Description: While there are many winter events to celebrate, Christmas is one of the big ones. Given the amount of energy and effort put into Christmas and all that it entails for some people from surprising there has not been a lot of research done on the psychology of Christmas. This little piece gives us a light overview.
Source: Christmas and Psychological Well-being
Date: December 24, 2015
Photo Credit: Trent University, Nottingham
Links: Article Link — https://christmasunwrapped.wordpress.com/tag/psychology/
So, what do you like about the Christmas holiday? Certainly it is nice after fall term final exams are done to have a little bit of downtime even without some sort of Winter Festival. The research described in this brief article examined what it was that people enjoyed most about Christmas experience in terms of their life satisfaction. Perhaps not surprisingly the high scores in this pretty study were for things like spending time with family, enjoying food and drink, religious activities, traditional activities, spending money and other people, (which was actually rated higher than) receiving gifts from other people, and helping others. The study also found that levels of reported happiness were higher when more weight was placed upon family and religious experiences then on spending money or receiving gifts. So perhaps like most times of the year, how this time of year goes for you depends on what you decide to make of it.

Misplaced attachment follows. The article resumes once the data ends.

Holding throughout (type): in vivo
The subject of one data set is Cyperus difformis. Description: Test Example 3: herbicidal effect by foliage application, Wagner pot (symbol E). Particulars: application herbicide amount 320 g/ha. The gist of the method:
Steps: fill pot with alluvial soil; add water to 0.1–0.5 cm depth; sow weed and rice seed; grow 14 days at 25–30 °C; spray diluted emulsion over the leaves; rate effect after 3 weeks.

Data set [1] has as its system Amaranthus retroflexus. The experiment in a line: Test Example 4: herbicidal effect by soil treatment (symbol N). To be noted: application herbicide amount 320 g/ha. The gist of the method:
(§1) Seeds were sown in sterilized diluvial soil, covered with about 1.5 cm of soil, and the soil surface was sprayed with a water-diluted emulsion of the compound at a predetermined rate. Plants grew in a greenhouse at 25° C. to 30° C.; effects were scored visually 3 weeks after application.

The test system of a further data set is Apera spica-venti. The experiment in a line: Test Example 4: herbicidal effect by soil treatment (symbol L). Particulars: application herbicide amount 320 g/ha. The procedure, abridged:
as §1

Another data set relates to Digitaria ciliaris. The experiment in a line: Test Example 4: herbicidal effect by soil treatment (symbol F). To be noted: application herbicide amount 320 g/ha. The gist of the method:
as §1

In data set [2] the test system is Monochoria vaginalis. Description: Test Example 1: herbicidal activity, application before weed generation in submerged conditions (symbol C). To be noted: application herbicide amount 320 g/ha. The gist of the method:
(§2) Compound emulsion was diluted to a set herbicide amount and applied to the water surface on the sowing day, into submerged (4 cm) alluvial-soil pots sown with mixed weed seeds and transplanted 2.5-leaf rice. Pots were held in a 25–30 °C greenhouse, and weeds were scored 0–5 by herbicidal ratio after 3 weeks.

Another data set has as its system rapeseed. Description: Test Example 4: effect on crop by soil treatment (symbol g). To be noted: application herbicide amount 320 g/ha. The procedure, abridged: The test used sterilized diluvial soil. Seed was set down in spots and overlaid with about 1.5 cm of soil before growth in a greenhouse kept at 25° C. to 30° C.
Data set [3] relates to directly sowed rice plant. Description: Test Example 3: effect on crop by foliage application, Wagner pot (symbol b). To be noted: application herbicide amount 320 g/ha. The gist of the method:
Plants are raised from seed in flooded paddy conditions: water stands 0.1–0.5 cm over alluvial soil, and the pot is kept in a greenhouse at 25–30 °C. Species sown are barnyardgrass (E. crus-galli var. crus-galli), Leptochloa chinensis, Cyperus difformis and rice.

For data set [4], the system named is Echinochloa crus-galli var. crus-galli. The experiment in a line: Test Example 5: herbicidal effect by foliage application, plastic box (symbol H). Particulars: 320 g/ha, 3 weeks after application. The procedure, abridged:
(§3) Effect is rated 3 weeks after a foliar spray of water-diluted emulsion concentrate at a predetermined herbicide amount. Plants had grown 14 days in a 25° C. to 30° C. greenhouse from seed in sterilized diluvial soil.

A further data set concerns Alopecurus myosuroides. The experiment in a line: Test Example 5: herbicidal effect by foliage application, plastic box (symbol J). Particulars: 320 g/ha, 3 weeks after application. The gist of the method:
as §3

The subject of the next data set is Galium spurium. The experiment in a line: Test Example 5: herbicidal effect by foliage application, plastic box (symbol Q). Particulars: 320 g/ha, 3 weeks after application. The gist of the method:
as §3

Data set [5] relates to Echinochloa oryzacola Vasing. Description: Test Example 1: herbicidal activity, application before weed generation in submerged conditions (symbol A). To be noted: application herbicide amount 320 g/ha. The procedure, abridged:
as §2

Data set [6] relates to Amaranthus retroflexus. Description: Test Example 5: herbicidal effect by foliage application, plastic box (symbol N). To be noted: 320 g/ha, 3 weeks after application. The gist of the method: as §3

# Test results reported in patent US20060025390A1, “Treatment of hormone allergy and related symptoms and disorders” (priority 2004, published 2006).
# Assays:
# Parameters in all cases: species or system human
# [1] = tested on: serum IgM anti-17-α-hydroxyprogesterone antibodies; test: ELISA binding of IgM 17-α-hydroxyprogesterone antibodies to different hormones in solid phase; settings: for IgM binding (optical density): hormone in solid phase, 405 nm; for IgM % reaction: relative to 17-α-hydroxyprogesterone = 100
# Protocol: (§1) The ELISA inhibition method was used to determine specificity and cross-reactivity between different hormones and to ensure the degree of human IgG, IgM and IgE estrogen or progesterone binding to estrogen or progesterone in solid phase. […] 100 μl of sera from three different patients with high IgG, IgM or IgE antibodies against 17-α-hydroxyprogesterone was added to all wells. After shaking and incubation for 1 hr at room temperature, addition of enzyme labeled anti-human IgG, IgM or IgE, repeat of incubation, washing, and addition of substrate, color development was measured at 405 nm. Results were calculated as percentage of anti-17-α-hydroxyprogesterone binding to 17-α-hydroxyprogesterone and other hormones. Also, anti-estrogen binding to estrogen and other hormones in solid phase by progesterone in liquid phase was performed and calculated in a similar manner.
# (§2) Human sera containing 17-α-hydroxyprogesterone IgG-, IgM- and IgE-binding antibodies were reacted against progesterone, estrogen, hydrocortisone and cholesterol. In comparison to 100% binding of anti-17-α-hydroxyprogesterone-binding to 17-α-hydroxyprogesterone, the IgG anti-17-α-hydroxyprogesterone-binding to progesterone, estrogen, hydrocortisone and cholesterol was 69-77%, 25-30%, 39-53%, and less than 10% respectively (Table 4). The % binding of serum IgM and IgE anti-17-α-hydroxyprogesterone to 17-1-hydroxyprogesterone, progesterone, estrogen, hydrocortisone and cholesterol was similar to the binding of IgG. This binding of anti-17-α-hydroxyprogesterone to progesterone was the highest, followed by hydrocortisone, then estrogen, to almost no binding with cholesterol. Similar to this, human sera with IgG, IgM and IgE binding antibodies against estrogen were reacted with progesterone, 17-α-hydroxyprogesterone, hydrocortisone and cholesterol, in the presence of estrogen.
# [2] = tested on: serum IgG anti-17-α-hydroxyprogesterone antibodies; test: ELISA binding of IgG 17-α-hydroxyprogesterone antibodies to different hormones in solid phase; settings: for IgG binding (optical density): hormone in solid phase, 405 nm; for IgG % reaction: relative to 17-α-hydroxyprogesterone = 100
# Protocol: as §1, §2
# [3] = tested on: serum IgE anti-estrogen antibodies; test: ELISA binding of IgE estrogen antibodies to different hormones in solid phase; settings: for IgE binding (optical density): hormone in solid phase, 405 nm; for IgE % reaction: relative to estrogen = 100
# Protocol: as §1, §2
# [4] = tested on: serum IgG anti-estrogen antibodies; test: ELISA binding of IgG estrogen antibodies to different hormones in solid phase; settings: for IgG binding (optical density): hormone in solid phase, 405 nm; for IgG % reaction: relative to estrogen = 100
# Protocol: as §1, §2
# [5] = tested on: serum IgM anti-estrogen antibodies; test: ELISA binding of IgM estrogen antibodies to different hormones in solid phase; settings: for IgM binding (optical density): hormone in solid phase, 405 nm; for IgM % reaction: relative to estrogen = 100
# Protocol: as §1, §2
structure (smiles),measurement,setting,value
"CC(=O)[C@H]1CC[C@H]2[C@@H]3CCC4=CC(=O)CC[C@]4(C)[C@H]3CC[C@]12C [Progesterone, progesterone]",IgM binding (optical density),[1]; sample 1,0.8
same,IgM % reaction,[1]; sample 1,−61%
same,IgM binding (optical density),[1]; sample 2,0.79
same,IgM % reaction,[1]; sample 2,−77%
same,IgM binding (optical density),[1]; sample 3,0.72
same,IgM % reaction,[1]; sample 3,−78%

Questions for Discussion:
- What are some of the factors that want to talk about if one were asked to speak briefly about what a psychology of Christmas might look like?
- What advice might you give to people or families that might increase their sense of well-being over this winter festival?
- What about your own Christmas psychology? Training in particular you’re going to do to improve or optimize your own well-being during the time off you have between now and when classes start again sometime in January?
References (Read Further):
Kasser, T., & Sheldon, K. M. (2002). What makes for a merry Christmas?. Journal of Happiness Studies, 3(4), 313-329.
Petrelli, Daniela, and Ann Light. “Family rituals and the potential for interaction design: a study of Christmas.” ACM Transactions on Computer-Human Interaction (TOCHI) 21, no. 3 (2014): 16.
Birg, L., & Goeddeke, A. (2014). Christmas Economics-A Sleigh Ride. Available at SSRN 2526055. http://www.econstor.eu/bitstream/10419/103883/1/804404429.pdf